Rose of Durham helps young parents

Oshawa has the highest teen pregnancy rating in Durham making it difficult for young parents to find support. However, there are many support systems to help find them success, such as The Rose of Durham.

 

Rose of Durham opened in 1988 and focuses primarily on supporting young parents and transitioning them into the role of mother or father, including providing the necessary tools and guidance they needed for success.

 

Executive director, Janet Chapelle, said having a child while young presents certain obstacles, alternate directions, and roadblocks for the parent. But for young people who, for example, wanted to be a teacher before pregnancy, they can still accomplish that goal. It will require more time for completion, but the opportunity remains.

 

“Being a young parent myself, the best advice I would give young parents is to not give up on any of your dreams,” says Chapelle, who had a daughter at 17. “Giving up on your dreams is the example you’re giving your child and by achieving your dreams, that is a better example you’re setting for your child.”

 

During a young parent’s time at Rose, they’re able to sign up for many programs that help better prepare them for parenthood. They are required to do an “intact” (session) with a selected counsular, providing details about their story, how they became pregnant, and their current situation. Expectant parents will then be able to select many prenatal care classes run by the public health department that provide information needed for parenthood.

 

Additionally, Rose offers teenage mothers 21 and under a schooling program. They can earn credits while on-site with a teacher from the Durham District School Board and will be able to use their gained credits to apply for post-secondary education.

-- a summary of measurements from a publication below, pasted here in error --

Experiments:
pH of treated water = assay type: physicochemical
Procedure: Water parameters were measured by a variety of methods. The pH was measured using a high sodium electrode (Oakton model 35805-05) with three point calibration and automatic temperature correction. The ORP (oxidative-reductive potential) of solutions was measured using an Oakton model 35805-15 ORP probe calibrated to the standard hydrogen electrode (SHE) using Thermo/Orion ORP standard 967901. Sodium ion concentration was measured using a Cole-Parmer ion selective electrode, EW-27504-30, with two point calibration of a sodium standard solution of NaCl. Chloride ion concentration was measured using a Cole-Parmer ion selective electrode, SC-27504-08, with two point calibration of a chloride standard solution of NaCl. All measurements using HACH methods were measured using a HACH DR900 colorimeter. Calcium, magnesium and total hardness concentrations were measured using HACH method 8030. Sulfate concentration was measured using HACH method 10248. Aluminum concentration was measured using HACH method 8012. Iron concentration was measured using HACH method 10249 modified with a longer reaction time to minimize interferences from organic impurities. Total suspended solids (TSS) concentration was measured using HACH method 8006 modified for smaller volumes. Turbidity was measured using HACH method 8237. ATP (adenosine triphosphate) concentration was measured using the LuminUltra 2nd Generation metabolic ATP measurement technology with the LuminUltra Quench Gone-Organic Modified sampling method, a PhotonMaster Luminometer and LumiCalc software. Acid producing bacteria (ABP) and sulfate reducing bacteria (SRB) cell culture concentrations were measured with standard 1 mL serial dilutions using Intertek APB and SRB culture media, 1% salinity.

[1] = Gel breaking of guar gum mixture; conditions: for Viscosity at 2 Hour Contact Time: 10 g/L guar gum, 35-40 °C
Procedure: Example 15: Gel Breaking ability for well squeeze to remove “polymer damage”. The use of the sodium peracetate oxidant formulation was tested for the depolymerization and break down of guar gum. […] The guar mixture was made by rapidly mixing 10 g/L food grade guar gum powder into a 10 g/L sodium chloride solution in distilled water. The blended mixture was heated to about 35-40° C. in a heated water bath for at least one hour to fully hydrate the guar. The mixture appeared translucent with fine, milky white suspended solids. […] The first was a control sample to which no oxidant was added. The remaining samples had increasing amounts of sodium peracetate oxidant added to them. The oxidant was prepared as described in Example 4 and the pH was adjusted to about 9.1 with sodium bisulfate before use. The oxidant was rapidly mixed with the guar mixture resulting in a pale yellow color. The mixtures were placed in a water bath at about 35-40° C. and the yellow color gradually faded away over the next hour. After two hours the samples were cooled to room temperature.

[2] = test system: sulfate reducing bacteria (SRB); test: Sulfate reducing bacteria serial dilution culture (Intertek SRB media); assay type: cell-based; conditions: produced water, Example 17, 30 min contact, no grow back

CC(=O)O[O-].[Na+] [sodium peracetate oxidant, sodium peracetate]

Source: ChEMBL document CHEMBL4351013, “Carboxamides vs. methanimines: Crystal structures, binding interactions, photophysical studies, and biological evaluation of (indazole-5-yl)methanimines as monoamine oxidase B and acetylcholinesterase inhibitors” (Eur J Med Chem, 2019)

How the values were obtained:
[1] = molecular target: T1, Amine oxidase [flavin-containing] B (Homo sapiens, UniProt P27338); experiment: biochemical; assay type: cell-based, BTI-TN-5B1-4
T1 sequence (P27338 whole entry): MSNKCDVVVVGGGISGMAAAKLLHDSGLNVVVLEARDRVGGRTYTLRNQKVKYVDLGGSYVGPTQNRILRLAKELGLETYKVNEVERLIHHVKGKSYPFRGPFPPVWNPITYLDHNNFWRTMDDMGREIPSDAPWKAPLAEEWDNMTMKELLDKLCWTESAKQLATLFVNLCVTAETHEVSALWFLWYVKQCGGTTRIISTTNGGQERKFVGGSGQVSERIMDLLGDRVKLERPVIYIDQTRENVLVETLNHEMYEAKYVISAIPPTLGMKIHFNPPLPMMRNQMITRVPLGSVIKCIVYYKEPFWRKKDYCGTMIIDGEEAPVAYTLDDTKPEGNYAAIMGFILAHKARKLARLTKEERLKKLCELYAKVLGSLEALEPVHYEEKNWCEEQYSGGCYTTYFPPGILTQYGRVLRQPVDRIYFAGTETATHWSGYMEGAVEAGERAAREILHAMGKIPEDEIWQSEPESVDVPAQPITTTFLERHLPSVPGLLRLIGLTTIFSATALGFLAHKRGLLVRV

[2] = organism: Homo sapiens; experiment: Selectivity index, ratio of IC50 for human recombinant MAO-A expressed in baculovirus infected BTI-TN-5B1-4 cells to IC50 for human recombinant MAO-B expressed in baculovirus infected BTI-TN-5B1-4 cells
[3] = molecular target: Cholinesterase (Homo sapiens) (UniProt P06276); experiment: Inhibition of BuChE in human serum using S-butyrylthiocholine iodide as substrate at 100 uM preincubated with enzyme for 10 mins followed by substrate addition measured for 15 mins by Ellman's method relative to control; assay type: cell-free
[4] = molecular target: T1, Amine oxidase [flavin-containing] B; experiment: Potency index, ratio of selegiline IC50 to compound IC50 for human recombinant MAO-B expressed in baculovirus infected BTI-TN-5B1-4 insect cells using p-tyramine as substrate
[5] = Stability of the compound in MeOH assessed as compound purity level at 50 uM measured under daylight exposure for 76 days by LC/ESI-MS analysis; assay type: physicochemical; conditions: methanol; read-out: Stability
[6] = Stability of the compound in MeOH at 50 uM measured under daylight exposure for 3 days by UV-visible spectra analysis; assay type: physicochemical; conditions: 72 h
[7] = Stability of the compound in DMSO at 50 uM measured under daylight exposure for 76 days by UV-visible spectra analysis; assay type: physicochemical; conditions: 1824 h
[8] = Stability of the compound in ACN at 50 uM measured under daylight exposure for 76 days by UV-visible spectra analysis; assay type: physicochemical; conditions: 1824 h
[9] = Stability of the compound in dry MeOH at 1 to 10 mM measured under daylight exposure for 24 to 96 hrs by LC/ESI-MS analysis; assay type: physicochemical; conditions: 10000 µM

“Ontario Works, also known as welfare, has a program specifically designed for teen parents called LEAP: Learning, Earning, And Parenting,” explained Chapelle. “And what that does is it reinforces that engagement with the education system.”

 

LEAP provides money for daycare while young parents remain in school. Until graduation, they’re provided with bus passes, stipends for school supplies, and, if they receive their diploma, they will earn a $500 scholarship.

 

Young fathers are also offered a 10 week program titled, “What a Difference a Dad Makes,” that helps those who are not involved in their child’s life. This program offers young dads information on the important role they play and often leads them to becoming more involved with their children.

 

“We’re known in the community for our business to partner. The school program, for instance, is partnered with the Durham board of education, prenatal is partnered with the health department, we also partnered with the hospital,” said Chapelle. “Where, if a young girl gives birth and is not connected with The Rose, we go in and do an intact right in the hospital.”

 

Rose of Durham has seen many success stories. They give counsellors and Chapelle the drive to further what they do. She has attended many weddings and gatherings with the parents she helped over the years.

 

“The staff are really supportive, especially Janet and her husband,” said Rose graduate Jen Lartz. “And because they were so supportive, they came to my wedding which was pretty awesome.”

 

Marisa Mei, executive director for Durham College’s Outreach Services, supports helping young mothers in post-secondary.

 

“Minimizing and reducing barriers that those parents may be experiencing can just eliminate those small components, allowing them to focus on the academics they need,” said Mei.

 

Many services provide support for young parents. Rose and Outreach are only a select few that demonstrate courses for success.

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